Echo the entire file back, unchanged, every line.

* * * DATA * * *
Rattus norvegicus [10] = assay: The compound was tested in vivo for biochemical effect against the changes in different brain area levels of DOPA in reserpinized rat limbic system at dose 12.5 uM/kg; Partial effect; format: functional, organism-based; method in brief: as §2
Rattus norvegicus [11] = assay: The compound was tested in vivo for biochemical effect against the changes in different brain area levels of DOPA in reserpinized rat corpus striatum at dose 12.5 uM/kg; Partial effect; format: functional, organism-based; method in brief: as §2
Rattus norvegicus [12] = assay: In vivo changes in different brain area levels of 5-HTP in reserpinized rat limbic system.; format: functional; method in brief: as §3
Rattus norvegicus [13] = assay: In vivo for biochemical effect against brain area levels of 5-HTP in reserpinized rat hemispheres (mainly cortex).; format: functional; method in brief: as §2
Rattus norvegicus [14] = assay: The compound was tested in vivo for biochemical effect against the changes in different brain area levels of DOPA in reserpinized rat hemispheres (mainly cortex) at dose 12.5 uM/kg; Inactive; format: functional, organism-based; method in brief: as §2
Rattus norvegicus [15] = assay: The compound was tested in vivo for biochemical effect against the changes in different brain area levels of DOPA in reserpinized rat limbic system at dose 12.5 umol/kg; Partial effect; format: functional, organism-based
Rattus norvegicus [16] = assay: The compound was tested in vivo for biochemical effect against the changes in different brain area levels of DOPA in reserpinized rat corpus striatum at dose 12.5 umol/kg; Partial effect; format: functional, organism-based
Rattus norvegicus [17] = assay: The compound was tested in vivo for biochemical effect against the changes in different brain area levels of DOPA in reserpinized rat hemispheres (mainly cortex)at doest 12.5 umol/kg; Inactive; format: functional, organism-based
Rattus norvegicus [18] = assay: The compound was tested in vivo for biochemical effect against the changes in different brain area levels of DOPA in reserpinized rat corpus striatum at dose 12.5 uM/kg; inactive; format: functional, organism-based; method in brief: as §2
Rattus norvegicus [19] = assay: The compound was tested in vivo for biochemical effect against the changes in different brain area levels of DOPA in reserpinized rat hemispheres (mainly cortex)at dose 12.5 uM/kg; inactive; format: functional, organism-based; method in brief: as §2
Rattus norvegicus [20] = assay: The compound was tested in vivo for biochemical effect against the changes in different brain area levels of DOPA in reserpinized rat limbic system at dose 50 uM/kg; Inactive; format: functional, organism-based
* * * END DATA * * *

Rattus norvegicus [10] = assay: The compound was tested in vivo for biochemical effect against the changes in different brain area levels of DOPA in reserpinized rat limbic system at dose 12.5 uM/kg; Partial effect; format: functional, organism-based; method in brief: as §2
Rattus norvegicus [11] = assay: The compound was tested in vivo for biochemical effect against the changes in different brain area levels of DOPA in reserpinized rat corpus striatum at dose 12.5 uM/kg; Partial effect; format: functional, organism-based; method in brief: as §2
Rattus norvegicus [12] = assay: In vivo changes in different brain area levels of 5-HTP in reserpinized rat limbic system.; format: functional; method in brief: as §3
Rattus norvegicus [13] = assay: In vivo for biochemical effect against brain area levels of 5-HTP in reserpinized rat hemispheres (mainly cortex).; format: functional; method in brief: as §2
Rattus norvegicus [14] = assay: The compound was tested in vivo for biochemical effect against the changes in different brain area levels of DOPA in reserpinized rat hemispheres (mainly cortex) at dose 12.5 uM/kg; Inactive; format: functional, organism-based; method in brief: as §2
Rattus norvegicus [15] = assay: The compound was tested in vivo for biochemical effect against the changes in different brain area levels of DOPA in reserpinized rat limbic system at dose 12.5 umol/kg; Partial effect; format: functional, organism-based
Rattus norvegicus [16] = assay: The compound was tested in vivo for biochemical effect against the changes in different brain area levels of DOPA in reserpinized rat corpus striatum at dose 12.5 umol/kg; Partial effect; format: functional, organism-based
Rattus norvegicus [17] = assay: The compound was tested in vivo for biochemical effect against the changes in different brain area levels of DOPA in reserpinized rat hemispheres (mainly cortex)at doest 12.5 umol/kg; Inactive; format: functional, organism-based
Rattus norvegicus [18] = assay: The compound was tested in vivo for biochemical effect against the changes in different brain area levels of DOPA in reserpinized rat corpus striatum at dose 12.5 uM/kg; inactive; format: functional, organism-based; method in brief: as §2
Rattus norvegicus [19] = assay: The compound was tested in vivo for biochemical effect against the changes in different brain area levels of DOPA in reserpinized rat hemispheres (mainly cortex)at dose 12.5 uM/kg; inactive; format: functional, organism-based; method in brief: as §2
Rattus norvegicus [20] = assay: The compound was tested in vivo for biochemical effect against the changes in different brain area levels of DOPA in reserpinized rat limbic system at dose 50 uM/kg; Inactive; format: functional, organism-based